Tempting as it might be to just roll on up to a protest, a little planning can go a long way, especially if you’re going to take your phone with you. We’ve talked about a helpful shortcut iOS users can use to keep themselves safe (and we have an Android version in the works!), but there’s a lot more you need to do with your device to ensure your protection and privacy.
Lock down your phone
You might even be well aware of the various court rulings that prohibits police from forcing you to give up your finger or your noggin to unlock your device for them, as well as your passcode. That won’t stop the police from trying, or even trying to cajole you into coughing up your login credentials in exchange for, say, processing you faster out of wherever it is you’re being held.
You can stand strong against police requests to unlock and search your device—they’ll need a warrant for that—but you also don’t have to make things easy for them. When you’re heading out to protest, consider:
Disabling face/fingerprint authentication entirely and set up your phone to use a long PIN or password instead. That’ll make it a lot harder for police to crack your security if they get their hands on your device (with or without a warrant).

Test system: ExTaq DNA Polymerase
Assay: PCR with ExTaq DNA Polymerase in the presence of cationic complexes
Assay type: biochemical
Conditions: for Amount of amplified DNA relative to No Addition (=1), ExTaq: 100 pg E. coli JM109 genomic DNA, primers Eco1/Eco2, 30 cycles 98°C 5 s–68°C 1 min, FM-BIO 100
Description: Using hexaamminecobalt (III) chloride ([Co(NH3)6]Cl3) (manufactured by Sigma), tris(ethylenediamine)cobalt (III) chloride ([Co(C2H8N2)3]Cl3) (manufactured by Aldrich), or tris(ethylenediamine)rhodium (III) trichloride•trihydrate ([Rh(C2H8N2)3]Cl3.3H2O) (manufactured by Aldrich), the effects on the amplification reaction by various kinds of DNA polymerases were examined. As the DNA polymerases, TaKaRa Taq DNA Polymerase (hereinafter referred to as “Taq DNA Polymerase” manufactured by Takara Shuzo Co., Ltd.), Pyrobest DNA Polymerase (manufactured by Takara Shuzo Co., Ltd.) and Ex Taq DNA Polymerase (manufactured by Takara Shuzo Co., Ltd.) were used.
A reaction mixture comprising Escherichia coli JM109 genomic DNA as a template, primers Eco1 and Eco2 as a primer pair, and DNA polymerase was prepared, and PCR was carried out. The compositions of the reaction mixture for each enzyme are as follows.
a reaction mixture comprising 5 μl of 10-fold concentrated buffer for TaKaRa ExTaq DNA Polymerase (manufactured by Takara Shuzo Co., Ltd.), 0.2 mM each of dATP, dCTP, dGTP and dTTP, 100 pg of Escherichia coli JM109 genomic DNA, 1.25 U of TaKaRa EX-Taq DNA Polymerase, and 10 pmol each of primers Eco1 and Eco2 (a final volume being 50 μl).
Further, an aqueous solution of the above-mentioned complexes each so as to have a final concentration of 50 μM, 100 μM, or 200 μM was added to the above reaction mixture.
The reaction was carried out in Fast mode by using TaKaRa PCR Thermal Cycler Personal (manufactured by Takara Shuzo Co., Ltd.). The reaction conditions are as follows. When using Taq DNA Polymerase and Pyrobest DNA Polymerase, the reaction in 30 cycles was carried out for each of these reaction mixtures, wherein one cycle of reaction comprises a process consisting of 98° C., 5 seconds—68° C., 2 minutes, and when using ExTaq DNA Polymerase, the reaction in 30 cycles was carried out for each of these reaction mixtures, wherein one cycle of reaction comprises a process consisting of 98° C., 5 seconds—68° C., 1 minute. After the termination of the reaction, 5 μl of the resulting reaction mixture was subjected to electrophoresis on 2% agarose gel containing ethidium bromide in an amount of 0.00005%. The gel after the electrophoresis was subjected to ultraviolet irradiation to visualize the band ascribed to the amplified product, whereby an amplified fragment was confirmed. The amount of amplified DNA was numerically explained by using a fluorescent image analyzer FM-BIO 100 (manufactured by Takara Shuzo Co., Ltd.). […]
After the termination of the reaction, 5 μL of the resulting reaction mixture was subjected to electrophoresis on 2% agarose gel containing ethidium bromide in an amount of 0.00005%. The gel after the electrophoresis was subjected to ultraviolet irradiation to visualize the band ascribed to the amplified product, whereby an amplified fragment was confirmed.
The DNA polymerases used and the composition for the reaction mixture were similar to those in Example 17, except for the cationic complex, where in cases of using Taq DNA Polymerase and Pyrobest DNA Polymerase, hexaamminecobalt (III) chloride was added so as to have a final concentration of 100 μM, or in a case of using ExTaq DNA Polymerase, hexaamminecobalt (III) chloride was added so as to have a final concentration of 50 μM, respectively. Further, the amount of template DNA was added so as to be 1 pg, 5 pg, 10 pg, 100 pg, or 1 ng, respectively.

Setting up encryption on your phone: This comes enabled by default on iOS and Android if you’re using a passcode. (On Android, you can check by visiting Settings > Security—at least, on my Pixel 3 XL, which is what I’m using for all the steps in this guide. YMMV.)
Adjusting your screen-lock time to nothing: Convenient as it is to not have to authenticate into your phone all the time when you’re actively using it, you might want to turn your screen-lock time down to zero, or a much smaller time than what you’d typically use at home.
Lock down your SIM card with a PIN number: You set this up on both Android (Settings > Security > SIM card lock) and iOS (Settings > Cellular > SIM PIN). When you do, nobody else will be able to impersonate you if, for whatever reason, they get physical access to your SIM card. That’s especially useful if someone else is trying to break through the two-factor authentication protection you use for other apps and services.
Set up secondary authentication wherever possible: Someone might be able to break into your phone, but if you can set up a separate password, PIN, or two-factor authentication for the apps you use most often, such as your messaging apps, then you might have an extra layer of defence. How helpful this is depends on the app. For example, my Home Depot app bugs me constantly for a 2FA code whenever I’m logging in to check my account, whereas Facebook only queries you at the point of an initial sign-in. If you have time to log out of your critical apps when the going gets rough during a protest, and your supplemental authentication doesn’t send a text message with a code to the very phone you’re holding—lock your 2FA app with a separate form of authentication, too—then that’s just one more digital wall someone has to overcome to see what’s on your device.